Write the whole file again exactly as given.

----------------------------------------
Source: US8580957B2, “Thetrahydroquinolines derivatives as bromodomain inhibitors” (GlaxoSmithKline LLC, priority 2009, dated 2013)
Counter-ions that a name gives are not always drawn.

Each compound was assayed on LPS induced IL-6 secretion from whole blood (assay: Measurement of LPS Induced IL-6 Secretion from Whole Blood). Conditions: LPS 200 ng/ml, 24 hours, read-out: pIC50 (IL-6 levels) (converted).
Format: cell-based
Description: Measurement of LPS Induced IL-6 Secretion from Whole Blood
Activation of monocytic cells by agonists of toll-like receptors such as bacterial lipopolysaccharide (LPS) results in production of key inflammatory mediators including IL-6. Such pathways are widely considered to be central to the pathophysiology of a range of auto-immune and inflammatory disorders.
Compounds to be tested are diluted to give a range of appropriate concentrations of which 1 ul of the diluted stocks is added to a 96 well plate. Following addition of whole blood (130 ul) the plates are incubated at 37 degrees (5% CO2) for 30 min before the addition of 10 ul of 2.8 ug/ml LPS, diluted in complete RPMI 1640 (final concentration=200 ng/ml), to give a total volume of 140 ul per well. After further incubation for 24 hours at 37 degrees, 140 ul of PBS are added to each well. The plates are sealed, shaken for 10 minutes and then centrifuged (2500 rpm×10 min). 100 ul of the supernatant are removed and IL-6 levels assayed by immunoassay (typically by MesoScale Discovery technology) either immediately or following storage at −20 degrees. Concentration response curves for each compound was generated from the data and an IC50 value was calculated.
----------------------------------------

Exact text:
Source: US8580957B2, “Thetrahydroquinolines derivatives as bromodomain inhibitors” (GlaxoSmithKline LLC, priority 2009, dated 2013)
Counter-ions that a name gives are not always drawn.

Each compound was assayed on LPS induced IL-6 secretion from whole blood (assay: Measurement of LPS Induced IL-6 Secretion from Whole Blood). Conditions: LPS 200 ng/ml, 24 hours, read-out: pIC50 (IL-6 levels) (converted).
Format: cell-based
Description: Measurement of LPS Induced IL-6 Secretion from Whole Blood
Activation of monocytic cells by agonists of toll-like receptors such as bacterial lipopolysaccharide (LPS) results in production of key inflammatory mediators including IL-6. Such pathways are widely considered to be central to the pathophysiology of a range of auto-immune and inflammatory disorders.
Compounds to be tested are diluted to give a range of appropriate concentrations of which 1 ul of the diluted stocks is added to a 96 well plate. Following addition of whole blood (130 ul) the plates are incubated at 37 degrees (5% CO2) for 30 min before the addition of 10 ul of 2.8 ug/ml LPS, diluted in complete RPMI 1640 (final concentration=200 ng/ml), to give a total volume of 140 ul per well. After further incubation for 24 hours at 37 degrees, 140 ul of PBS are added to each well. The plates are sealed, shaken for 10 minutes and then centrifuged (2500 rpm×10 min). 100 ul of the supernatant are removed and IL-6 levels assayed by immunoassay (typically by MesoScale Discovery technology) either immediately or following storage at −20 degrees. Concentration response curves for each compound was generated from the data and an IC50 value was calculated.